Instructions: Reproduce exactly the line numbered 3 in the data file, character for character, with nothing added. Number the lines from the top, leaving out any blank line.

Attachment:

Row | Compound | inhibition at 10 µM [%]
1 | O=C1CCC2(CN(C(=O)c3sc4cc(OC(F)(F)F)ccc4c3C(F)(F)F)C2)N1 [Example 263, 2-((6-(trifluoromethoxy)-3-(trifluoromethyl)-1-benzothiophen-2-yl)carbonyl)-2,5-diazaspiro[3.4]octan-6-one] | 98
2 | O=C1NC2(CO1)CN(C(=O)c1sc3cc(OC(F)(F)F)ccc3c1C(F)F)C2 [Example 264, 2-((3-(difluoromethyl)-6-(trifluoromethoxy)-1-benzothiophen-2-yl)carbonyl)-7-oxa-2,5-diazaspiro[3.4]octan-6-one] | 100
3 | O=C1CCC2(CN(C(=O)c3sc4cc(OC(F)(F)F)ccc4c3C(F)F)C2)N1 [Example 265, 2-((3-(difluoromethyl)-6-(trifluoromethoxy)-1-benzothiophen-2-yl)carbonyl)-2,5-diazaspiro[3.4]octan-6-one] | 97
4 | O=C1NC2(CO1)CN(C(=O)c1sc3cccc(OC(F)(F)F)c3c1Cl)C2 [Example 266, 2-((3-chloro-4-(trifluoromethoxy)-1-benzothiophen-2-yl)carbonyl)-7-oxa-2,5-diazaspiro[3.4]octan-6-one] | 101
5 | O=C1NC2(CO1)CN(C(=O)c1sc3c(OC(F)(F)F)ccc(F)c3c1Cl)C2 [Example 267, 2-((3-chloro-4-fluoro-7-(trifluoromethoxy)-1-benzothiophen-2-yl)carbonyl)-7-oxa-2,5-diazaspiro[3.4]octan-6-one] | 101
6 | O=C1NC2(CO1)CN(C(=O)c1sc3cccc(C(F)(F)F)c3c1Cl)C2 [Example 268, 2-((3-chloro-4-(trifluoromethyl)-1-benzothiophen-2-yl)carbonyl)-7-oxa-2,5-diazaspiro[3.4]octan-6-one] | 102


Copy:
2 | O=C1NC2(CO1)CN(C(=O)c1sc3cc(OC(F)(F)F)ccc3c1C(F)F)C2 [Example 264, 2-((3-(difluoromethyl)-6-(trifluoromethoxy)-1-benzothiophen-2-yl)carbonyl)-7-oxa-2,5-diazaspiro[3.4]octan-6-one] | 100